Jump to ContentJump to Main Navigation
Migration, Citizenship, and the European Welfare StateA European Dilemma$
Users without a subscription are not able to see the full content.

Carl-Ulrik Schierup, Peo Hansen, and Stephen Castles

Print publication date: 2006

Print ISBN-13: 9780198280521

Published to Oxford Scholarship Online: May 2006

DOI: 10.1093/0198280521.001.0001

Show Summary Details
Page of

PRINTED FROM OXFORD SCHOLARSHIP ONLINE (www.oxfordscholarship.com). (c) Copyright Oxford University Press, 2019. All Rights Reserved. Under the terms of the licence agreement, an individual user may print out a PDF of a single chapter of a monograph in OSO for personal use (for details see www.oxfordscholarship.com/page/privacy-policy).date: 19 April 2019

Migration, Citizenship, and the European Social Model

Migration, Citizenship, and the European Social Model

Chapter:
(p.48) three Migration, Citizenship, and the European Social Model
Source:
Migration, Citizenship, and the European Welfare State
Author(s):

Carl-Ulrik Schierup (Contributor Webpage)

Publisher:
Oxford University Press
DOI:10.1093/0198280521.003.0003

This chapter examines EU policies concerning social exclusion, migrant integration, labour migration, and asylum in the early 21st century. A two-pronged approach analyzes EU efforts in the realm of migrant integration together with its interventions in the area of immigration and asylum. A new anti-discrimination orientation is being turned into mandatory EU directives and EU-sponsored transnational development programmes, but this reorientation towards diversity, social inclusion, and equal opportunity is part of a new European Social Model, which is conditioned by a neo-liberal policy dynamic. The contours of the EU’s modernized Social Model are those of a post-national workfare regime. This has critical implications for the transformation of the frameworks of citizenship marking the post-war European welfare states in general, and the incorporation of immigrants and ethnic minorities in European societies in particular. The first part of the chapter explores the changing conditionality posed by the neo-liberal turn and changing frameworks of citizenship with regard to the inclusion of resident denizens and citizens with migrant background. That is, it focuses on the actual condition of being a citizen. The second half of the chapter discusses the changing conditions for becoming (or not becoming) a citizen, framed by a newly emerging supranational political economy of border control, migration management, and asylum.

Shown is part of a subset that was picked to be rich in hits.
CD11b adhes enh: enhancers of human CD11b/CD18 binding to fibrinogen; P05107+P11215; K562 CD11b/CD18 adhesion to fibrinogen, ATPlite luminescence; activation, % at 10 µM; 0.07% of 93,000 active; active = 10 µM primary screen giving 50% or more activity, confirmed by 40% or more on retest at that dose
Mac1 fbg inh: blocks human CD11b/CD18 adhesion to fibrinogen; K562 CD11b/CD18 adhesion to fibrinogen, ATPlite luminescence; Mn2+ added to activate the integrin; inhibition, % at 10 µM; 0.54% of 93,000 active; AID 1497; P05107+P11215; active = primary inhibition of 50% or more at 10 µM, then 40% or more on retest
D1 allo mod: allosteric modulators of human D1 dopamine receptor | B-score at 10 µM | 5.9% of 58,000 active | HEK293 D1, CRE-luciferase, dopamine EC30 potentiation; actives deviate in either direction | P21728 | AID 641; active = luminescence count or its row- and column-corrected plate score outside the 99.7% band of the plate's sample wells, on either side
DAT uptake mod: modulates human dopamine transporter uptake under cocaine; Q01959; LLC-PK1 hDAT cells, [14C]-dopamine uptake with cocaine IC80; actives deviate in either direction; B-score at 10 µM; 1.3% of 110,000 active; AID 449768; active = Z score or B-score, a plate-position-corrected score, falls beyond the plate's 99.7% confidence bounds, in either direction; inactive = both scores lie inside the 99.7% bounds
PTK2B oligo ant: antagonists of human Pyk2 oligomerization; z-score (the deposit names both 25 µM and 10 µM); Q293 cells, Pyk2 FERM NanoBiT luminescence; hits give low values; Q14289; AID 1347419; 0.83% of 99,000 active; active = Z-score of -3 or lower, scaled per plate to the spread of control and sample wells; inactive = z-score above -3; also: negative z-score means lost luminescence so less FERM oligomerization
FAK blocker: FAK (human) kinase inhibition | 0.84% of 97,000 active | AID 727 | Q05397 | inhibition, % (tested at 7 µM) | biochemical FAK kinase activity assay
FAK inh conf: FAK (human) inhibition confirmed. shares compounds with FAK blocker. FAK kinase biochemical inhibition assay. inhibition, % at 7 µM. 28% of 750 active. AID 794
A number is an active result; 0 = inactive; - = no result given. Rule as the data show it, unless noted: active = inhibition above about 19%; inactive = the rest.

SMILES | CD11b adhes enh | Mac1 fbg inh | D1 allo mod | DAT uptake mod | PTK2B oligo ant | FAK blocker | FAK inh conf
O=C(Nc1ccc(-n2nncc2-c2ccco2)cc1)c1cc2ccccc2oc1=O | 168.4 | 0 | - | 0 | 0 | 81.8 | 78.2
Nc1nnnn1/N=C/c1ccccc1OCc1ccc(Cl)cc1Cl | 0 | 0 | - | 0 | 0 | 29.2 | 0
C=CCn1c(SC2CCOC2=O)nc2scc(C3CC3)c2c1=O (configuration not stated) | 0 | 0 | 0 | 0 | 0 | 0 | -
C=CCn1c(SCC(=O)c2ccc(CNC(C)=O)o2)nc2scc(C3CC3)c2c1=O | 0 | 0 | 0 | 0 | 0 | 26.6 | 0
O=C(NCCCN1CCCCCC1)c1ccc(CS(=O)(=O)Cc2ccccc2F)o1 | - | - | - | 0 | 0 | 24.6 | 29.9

Keywords:   European Union, European social model, neo-liberalism, citizenship, workfare, migrant integration, minority integration, labour migration, illegal immigration, asylum

Oxford Scholarship Online requires a subscription or purchase to access the full text of books within the service. Public users can however freely search the site and view the abstracts and keywords for each book and chapter.

Please, subscribe or login to access full text content.

If you think you should have access to this title, please contact your librarian.

To troubleshoot, please check our FAQs , and if you can't find the answer there, please contact us .